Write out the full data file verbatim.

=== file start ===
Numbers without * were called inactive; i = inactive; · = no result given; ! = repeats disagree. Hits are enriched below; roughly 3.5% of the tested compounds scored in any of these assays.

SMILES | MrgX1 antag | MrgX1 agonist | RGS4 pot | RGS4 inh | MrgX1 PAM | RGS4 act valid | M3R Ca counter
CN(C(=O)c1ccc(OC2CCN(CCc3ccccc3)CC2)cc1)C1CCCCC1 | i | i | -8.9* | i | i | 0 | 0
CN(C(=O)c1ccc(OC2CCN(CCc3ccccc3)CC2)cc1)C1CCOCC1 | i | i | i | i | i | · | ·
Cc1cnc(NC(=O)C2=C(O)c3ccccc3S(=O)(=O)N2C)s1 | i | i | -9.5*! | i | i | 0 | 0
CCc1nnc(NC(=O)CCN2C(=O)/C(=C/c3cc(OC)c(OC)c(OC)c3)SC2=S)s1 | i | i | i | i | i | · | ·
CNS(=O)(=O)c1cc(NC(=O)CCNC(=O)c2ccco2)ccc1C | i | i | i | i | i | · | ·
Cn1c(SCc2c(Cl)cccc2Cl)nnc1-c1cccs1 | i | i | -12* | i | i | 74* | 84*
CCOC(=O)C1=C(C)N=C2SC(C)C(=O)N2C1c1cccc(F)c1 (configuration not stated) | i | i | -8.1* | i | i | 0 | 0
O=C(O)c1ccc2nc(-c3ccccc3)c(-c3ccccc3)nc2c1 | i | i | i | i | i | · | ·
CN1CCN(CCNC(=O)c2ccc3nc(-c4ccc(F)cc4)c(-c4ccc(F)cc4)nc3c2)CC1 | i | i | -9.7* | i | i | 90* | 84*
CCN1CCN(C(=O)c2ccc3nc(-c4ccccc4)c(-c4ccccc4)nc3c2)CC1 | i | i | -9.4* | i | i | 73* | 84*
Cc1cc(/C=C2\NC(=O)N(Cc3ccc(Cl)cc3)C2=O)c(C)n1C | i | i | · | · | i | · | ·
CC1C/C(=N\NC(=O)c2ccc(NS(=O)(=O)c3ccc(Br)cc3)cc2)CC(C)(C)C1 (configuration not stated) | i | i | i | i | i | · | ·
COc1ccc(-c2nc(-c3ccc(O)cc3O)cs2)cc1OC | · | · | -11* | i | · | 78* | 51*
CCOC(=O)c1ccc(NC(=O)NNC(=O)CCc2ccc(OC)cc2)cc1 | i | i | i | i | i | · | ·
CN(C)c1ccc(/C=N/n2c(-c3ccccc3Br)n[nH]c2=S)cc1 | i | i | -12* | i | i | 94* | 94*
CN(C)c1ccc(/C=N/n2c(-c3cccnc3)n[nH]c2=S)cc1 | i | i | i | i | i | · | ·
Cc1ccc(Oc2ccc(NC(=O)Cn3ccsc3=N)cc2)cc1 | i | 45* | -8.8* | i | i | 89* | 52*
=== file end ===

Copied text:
Numbers without * were called inactive; i = inactive; · = no result given; ! = repeats disagree. Hits are enriched below; roughly 3.5% of the tested compounds scored in any of these assays.

SMILES | MrgX1 antag | MrgX1 agonist | RGS4 pot | RGS4 inh | MrgX1 PAM | RGS4 act valid | M3R Ca counter
CN(C(=O)c1ccc(OC2CCN(CCc3ccccc3)CC2)cc1)C1CCCCC1 | i | i | -8.9* | i | i | 0 | 0
CN(C(=O)c1ccc(OC2CCN(CCc3ccccc3)CC2)cc1)C1CCOCC1 | i | i | i | i | i | · | ·
Cc1cnc(NC(=O)C2=C(O)c3ccccc3S(=O)(=O)N2C)s1 | i | i | -9.5*! | i | i | 0 | 0
CCc1nnc(NC(=O)CCN2C(=O)/C(=C/c3cc(OC)c(OC)c(OC)c3)SC2=S)s1 | i | i | i | i | i | · | ·
CNS(=O)(=O)c1cc(NC(=O)CCNC(=O)c2ccco2)ccc1C | i | i | i | i | i | · | ·
Cn1c(SCc2c(Cl)cccc2Cl)nnc1-c1cccs1 | i | i | -12* | i | i | 74* | 84*
CCOC(=O)C1=C(C)N=C2SC(C)C(=O)N2C1c1cccc(F)c1 (configuration not stated) | i | i | -8.1* | i | i | 0 | 0
O=C(O)c1ccc2nc(-c3ccccc3)c(-c3ccccc3)nc2c1 | i | i | i | i | i | · | ·
CN1CCN(CCNC(=O)c2ccc3nc(-c4ccc(F)cc4)c(-c4ccc(F)cc4)nc3c2)CC1 | i | i | -9.7* | i | i | 90* | 84*
CCN1CCN(C(=O)c2ccc3nc(-c4ccccc4)c(-c4ccccc4)nc3c2)CC1 | i | i | -9.4* | i | i | 73* | 84*
Cc1cc(/C=C2\NC(=O)N(Cc3ccc(Cl)cc3)C2=O)c(C)n1C | i | i | · | · | i | · | ·
CC1C/C(=N\NC(=O)c2ccc(NS(=O)(=O)c3ccc(Br)cc3)cc2)CC(C)(C)C1 (configuration not stated) | i | i | i | i | i | · | ·
COc1ccc(-c2nc(-c3ccc(O)cc3O)cs2)cc1OC | · | · | -11* | i | · | 78* | 51*
CCOC(=O)c1ccc(NC(=O)NNC(=O)CCc2ccc(OC)cc2)cc1 | i | i | i | i | i | · | ·
CN(C)c1ccc(/C=N/n2c(-c3ccccc3Br)n[nH]c2=S)cc1 | i | i | -12* | i | i | 94* | 94*
CN(C)c1ccc(/C=N/n2c(-c3cccnc3)n[nH]c2=S)cc1 | i | i | i | i | i | · | ·
Cc1ccc(Oc2ccc(NC(=O)Cn3ccsc3=N)cc2)cc1 | i | 45* | -8.8* | i | i | 89* | 52*